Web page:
Teaching is no different. Reduce turnover and the school benefits. An organisation that considers the needs of staff to progress successfully in their careers is an organisation that cares for its staff. To do this staff members needs to have their progress clearly illustrated and documented.

In mathematics, this means careful consideration of the new level 3 MAT and MAS courses. If there are a number of teachers vying for these classes it may be a number of years before teachers are given access to them. Being offered these classes (or knowing that a course has your name on it two years hence) can be a clear motivating factor in staying with the school and fully embracing PD opportunities until that time.

Conversely not being offered these courses or seeing the courses offered to those 'less worthy' can be a demotivational factor. Similarly being continuously asked to take lower school or low ability senior school classes can be disheartening for those seeking to enhance their skill base or for those seeking rapid promotion.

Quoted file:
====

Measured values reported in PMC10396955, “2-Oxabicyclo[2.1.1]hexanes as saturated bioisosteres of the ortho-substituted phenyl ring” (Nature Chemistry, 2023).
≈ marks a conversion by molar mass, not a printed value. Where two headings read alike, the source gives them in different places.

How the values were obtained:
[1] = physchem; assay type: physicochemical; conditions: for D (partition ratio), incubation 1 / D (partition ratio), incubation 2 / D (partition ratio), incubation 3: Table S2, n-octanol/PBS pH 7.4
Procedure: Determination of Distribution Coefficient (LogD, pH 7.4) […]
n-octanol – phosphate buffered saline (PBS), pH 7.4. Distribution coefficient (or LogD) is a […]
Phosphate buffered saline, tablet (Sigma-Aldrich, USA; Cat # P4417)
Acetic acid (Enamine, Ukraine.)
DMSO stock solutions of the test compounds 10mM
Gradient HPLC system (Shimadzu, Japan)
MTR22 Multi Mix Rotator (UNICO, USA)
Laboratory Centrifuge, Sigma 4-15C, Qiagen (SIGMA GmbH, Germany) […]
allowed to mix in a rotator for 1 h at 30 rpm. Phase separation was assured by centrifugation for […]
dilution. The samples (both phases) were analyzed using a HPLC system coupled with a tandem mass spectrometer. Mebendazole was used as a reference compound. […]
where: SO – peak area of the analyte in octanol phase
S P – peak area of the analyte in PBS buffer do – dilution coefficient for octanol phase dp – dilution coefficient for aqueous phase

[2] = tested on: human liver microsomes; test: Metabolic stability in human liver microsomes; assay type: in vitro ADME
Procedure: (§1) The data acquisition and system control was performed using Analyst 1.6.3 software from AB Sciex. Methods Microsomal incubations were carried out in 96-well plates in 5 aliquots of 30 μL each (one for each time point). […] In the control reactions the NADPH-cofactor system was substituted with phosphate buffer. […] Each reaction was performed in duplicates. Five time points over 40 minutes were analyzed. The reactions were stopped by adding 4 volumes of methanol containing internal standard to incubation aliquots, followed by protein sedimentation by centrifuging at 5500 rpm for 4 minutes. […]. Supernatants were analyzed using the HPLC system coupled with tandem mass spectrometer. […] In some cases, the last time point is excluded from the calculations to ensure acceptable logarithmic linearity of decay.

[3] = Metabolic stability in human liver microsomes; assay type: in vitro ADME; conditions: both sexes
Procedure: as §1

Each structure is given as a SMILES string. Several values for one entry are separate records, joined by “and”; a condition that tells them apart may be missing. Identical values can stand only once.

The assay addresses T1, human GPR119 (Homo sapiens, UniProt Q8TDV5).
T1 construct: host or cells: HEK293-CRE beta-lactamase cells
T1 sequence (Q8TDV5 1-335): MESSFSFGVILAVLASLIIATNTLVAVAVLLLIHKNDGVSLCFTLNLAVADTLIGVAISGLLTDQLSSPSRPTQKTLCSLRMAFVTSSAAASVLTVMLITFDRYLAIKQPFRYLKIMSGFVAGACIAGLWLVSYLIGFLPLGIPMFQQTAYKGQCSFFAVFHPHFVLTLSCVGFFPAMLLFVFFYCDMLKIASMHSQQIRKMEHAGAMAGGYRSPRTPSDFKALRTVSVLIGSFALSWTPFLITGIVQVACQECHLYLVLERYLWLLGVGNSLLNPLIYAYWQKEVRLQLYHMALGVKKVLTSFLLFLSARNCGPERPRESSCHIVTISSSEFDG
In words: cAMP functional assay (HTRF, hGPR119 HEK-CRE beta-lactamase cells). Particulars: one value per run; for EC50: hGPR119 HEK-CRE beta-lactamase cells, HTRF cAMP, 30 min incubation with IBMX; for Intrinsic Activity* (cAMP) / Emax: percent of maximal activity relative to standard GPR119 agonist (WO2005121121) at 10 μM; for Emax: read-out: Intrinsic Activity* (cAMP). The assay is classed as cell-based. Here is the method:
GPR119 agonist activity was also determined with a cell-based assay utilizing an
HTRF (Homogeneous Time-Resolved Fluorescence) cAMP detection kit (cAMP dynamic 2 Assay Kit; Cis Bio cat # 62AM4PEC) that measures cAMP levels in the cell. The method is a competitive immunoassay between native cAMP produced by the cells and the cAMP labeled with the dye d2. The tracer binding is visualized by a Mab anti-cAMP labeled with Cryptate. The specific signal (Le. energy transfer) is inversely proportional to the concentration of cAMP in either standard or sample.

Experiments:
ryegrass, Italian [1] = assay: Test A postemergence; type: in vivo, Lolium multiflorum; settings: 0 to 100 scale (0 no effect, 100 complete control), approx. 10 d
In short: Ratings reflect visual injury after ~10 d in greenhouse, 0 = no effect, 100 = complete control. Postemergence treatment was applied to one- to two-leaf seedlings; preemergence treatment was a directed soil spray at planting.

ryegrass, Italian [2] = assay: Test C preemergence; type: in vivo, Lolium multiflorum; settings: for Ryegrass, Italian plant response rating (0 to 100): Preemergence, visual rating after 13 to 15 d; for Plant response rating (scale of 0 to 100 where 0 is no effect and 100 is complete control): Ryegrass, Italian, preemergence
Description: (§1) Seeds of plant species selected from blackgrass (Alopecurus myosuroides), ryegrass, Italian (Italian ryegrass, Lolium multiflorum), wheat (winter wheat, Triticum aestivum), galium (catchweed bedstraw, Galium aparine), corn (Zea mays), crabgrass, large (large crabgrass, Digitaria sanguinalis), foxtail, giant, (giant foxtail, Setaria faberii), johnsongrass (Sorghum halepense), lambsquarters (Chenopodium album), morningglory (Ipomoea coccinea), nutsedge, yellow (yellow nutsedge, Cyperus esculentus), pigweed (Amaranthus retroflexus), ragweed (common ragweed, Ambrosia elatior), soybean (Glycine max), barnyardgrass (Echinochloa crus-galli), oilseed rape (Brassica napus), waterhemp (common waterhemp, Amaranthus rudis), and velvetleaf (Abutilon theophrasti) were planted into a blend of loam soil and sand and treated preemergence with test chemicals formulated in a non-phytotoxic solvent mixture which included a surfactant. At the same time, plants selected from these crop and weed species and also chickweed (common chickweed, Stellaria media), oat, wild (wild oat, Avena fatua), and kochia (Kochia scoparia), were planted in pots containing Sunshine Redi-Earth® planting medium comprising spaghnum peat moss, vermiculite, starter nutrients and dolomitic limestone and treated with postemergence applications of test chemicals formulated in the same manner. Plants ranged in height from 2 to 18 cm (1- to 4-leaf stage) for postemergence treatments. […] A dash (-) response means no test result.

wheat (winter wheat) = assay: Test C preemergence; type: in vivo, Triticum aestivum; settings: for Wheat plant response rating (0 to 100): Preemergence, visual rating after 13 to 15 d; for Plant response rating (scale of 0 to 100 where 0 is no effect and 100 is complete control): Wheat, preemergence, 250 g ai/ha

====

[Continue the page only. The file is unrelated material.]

This ties very close to timetabling as many promotional opportunities rely on staff having access to senior school classes. Timetabling can often make or break the way a teacher sees their classes. Teaching out of area, sharing classes with other teachers, large class sizes, behaviourally 'difficult' classes can all be contributors to negative staff morale.

For a maths team to be successful they have to work as a team, support each other and find new and innovative solutions to student behavioural, content delivery and motivational issues. When class distribution for the following year is being considered, it means that careful thought has to be made as to what will satisfy the majority of the team, motivate members and ultimately prevent turnover.